Defining the relationship between infrastructure and community identity to send the right message.

Prior to the DDI, branding wasn’t allowed on Michigan bridges. But the city knew the DDI was something special, and wanted it to look the part. OHM Advisors responded with a bridge design with stunning visual impact. Then we took things a step further, spearheading discussions with MDOT and the FHWA about branding on state-owned assets. We introduced successful examples of branded infrastructure from around the country, and we successfully secured permission for another first-of-its-kind for the state: an impressively scaled and artistically lit Auburn Hills crest adorning the bridge. The effort has spurred MDOT to investigate a statewide policy on branding as a source of private funding for infrastructure.

Creating connectivity with pedestrian/bicycle facilities.

To further improve the bridge aesthetics and encourage foot and bike traffic into the university and business district, we added pedestrian/bicycle facilities across I-75, an element which didn’t previously exist. The pathway is located between the bridge lanes east and westbound and includes pedestrian crossings at signalized low speed ramps. Barrier walls separate the pathway from the traffic. This safe and welcoming addition helps make the project one of the most attractive interchange corridors in the state.

Enhancing University Drive.

Oakland University considers University Drive to be its mile-long driveway. As part of the interchange project, OHM Advisors took a holistic approach to create a streetscape that links the university with the city of Auburn Hills. The “driveway” continues the iconic and aesthetic features of the bridge and further encourages walking and biking in the community. An entry branding and wayfinding module just east of the interchange features granite blocks, landscaping, and a decorative sign that brands Auburn Hills as the gateway to Oakland University.

"We are very, very proud of this project. Having the first DDI in Auburn Hills is really just a fantastic thing for our community. We're getting a lot of calls from people who are driving through the area and just saying how beautiful it is."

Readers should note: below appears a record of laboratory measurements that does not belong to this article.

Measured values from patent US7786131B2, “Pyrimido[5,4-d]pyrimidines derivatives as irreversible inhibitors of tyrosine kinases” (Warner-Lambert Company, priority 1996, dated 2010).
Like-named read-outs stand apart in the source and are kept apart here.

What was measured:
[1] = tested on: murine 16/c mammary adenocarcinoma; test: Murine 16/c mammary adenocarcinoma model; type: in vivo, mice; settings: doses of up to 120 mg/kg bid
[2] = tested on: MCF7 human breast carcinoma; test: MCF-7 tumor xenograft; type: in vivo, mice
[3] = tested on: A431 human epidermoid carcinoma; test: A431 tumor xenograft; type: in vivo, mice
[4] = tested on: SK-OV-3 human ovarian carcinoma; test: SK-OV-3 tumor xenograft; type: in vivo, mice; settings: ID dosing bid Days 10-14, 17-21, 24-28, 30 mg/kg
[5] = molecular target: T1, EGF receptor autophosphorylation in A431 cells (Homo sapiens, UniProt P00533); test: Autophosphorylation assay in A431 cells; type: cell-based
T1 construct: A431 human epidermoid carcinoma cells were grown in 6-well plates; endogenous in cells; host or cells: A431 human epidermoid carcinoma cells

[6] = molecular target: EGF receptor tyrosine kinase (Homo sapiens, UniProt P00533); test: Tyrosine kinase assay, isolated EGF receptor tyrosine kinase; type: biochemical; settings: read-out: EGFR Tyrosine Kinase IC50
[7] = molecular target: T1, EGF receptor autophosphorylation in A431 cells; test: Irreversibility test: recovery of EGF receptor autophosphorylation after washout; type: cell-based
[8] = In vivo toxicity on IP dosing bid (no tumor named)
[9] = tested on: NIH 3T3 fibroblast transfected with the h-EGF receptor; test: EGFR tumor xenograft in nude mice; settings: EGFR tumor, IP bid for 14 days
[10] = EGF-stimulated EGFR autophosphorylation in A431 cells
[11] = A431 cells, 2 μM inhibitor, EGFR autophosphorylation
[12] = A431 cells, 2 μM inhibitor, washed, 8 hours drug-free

Stephanie Carroll - Manager of Business Development, City of Auburn Hills, MI

Awards and Honors

Community

Advancing Communities

The DDI solved a complicated interchange problem, making it faster and safer to get to and from Auburn Hills’ university and business district. Not only did the innovative solution save considerable construction costs, motorists also save on fuel due to a smoother commute. The environment wins as well thanks to less greenhouse gas production and preservation of area wetlands.

City officials no longer worry about losing business due to poor infrastructure. In fact, current businesses are excited about the new interchange, and they appreciate that employees are getting to work on time thanks to fewer detours and delays on the road. What’s more, interest in the Oakland Technology Park area is on the rise, thanks in part to the investment in infrastructure and the branding that helps define the city as an innovation destination. More development will create additional jobs and stimulate further investment to benefit all members of the community.

 

Full Services Provided

  • Traffic analysis and modeling
  • Geometric concepts and design criteria
  • Geotechnical investigation
  • Maintenance of traffic concepts
  • Right-of-way coordination
  • Funding assistance
  • Exploration of enhancement opportunities
  • Construction estimating

 

Infrastructure Getting it Done.

The first interchange of its kind in Michigan.